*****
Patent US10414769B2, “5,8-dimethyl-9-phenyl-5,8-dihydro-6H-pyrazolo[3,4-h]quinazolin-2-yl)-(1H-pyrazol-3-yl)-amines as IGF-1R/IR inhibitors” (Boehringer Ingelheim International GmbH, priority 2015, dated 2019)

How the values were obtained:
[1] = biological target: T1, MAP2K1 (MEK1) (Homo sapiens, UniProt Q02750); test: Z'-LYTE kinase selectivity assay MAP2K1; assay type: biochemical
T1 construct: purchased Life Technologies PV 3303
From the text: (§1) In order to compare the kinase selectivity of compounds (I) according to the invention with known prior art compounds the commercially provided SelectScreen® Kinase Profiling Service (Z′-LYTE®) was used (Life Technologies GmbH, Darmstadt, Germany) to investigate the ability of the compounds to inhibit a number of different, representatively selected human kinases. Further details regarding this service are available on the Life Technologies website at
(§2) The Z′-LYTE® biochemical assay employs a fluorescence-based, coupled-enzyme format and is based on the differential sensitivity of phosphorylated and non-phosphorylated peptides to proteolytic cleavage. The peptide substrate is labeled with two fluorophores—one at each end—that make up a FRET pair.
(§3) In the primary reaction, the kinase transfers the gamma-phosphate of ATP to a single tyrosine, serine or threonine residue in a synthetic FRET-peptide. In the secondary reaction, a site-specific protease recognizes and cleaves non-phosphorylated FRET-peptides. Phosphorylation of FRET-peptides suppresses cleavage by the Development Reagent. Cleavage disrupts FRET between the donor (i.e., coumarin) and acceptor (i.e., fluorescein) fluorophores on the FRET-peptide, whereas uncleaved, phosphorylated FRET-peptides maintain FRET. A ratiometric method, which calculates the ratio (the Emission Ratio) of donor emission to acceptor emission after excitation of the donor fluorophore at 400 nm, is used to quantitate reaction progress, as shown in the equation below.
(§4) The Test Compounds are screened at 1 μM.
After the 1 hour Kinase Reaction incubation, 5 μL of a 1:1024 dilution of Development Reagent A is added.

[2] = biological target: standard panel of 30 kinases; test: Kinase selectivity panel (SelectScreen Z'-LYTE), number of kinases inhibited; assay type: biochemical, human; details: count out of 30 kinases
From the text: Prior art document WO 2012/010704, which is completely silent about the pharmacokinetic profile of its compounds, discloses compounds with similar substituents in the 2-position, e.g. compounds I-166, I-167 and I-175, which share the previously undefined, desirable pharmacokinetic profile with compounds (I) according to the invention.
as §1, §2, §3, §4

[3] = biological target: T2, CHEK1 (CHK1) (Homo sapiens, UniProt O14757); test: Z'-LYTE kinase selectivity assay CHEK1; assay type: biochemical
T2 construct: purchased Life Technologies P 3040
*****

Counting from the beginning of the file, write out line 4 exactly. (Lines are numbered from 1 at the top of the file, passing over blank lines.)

T1 construct: purchased Life Technologies PV 3303